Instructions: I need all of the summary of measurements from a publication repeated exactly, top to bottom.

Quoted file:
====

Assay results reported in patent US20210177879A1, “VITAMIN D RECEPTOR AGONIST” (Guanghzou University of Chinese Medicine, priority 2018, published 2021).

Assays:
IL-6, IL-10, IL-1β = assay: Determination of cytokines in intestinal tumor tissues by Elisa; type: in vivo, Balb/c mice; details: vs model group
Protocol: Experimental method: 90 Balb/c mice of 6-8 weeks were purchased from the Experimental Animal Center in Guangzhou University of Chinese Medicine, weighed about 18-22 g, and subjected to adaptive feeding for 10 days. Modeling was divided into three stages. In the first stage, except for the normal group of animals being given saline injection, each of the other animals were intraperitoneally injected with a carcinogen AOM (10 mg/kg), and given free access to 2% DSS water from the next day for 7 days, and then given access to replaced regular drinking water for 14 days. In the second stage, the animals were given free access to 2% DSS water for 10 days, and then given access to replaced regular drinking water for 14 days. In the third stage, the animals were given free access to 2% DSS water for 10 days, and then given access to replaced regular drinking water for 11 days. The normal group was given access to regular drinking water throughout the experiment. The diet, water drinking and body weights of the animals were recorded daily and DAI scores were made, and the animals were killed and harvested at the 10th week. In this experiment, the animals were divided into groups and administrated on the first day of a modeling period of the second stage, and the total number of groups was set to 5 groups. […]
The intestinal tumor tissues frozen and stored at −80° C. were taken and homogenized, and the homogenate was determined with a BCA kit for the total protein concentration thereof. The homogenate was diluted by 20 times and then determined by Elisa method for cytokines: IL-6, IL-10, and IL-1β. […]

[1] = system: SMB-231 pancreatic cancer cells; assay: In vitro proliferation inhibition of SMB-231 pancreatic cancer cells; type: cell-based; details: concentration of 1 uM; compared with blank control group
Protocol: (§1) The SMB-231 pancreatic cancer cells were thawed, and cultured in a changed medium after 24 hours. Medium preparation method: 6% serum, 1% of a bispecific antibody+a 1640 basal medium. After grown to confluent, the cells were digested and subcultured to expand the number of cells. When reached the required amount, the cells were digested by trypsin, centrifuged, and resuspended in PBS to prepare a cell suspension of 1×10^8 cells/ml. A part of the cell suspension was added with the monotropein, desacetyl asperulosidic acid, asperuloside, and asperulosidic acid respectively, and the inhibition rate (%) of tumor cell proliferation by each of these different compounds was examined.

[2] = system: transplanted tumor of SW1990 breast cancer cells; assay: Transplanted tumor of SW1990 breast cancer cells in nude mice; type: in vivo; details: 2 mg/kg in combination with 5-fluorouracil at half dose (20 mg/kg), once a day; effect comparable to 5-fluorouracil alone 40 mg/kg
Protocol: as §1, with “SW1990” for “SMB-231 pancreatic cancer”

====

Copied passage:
Assay results reported in patent US20210177879A1, “VITAMIN D RECEPTOR AGONIST” (Guanghzou University of Chinese Medicine, priority 2018, published 2021).

Assays:
IL-6, IL-10, IL-1β = assay: Determination of cytokines in intestinal tumor tissues by Elisa; type: in vivo, Balb/c mice; details: vs model group
Protocol: Experimental method: 90 Balb/c mice of 6-8 weeks were purchased from the Experimental Animal Center in Guangzhou University of Chinese Medicine, weighed about 18-22 g, and subjected to adaptive feeding for 10 days. Modeling was divided into three stages. In the first stage, except for the normal group of animals being given saline injection, each of the other animals were intraperitoneally injected with a carcinogen AOM (10 mg/kg), and given free access to 2% DSS water from the next day for 7 days, and then given access to replaced regular drinking water for 14 days. In the second stage, the animals were given free access to 2% DSS water for 10 days, and then given access to replaced regular drinking water for 14 days. In the third stage, the animals were given free access to 2% DSS water for 10 days, and then given access to replaced regular drinking water for 11 days. The normal group was given access to regular drinking water throughout the experiment. The diet, water drinking and body weights of the animals were recorded daily and DAI scores were made, and the animals were killed and harvested at the 10th week. In this experiment, the animals were divided into groups and administrated on the first day of a modeling period of the second stage, and the total number of groups was set to 5 groups. […]
The intestinal tumor tissues frozen and stored at −80° C. were taken and homogenized, and the homogenate was determined with a BCA kit for the total protein concentration thereof. The homogenate was diluted by 20 times and then determined by Elisa method for cytokines: IL-6, IL-10, and IL-1β. […]

[1] = system: SMB-231 pancreatic cancer cells; assay: In vitro proliferation inhibition of SMB-231 pancreatic cancer cells; type: cell-based; details: concentration of 1 uM; compared with blank control group
Protocol: (§1) The SMB-231 pancreatic cancer cells were thawed, and cultured in a changed medium after 24 hours. Medium preparation method: 6% serum, 1% of a bispecific antibody+a 1640 basal medium. After grown to confluent, the cells were digested and subcultured to expand the number of cells. When reached the required amount, the cells were digested by trypsin, centrifuged, and resuspended in PBS to prepare a cell suspension of 1×10^8 cells/ml. A part of the cell suspension was added with the monotropein, desacetyl asperulosidic acid, asperuloside, and asperulosidic acid respectively, and the inhibition rate (%) of tumor cell proliferation by each of these different compounds was examined.

[2] = system: transplanted tumor of SW1990 breast cancer cells; assay: Transplanted tumor of SW1990 breast cancer cells in nude mice; type: in vivo; details: 2 mg/kg in combination with 5-fluorouracil at half dose (20 mg/kg), once a day; effect comparable to 5-fluorouracil alone 40 mg/kg
Protocol: as §1, with “SW1990” for “SMB-231 pancreatic cancer”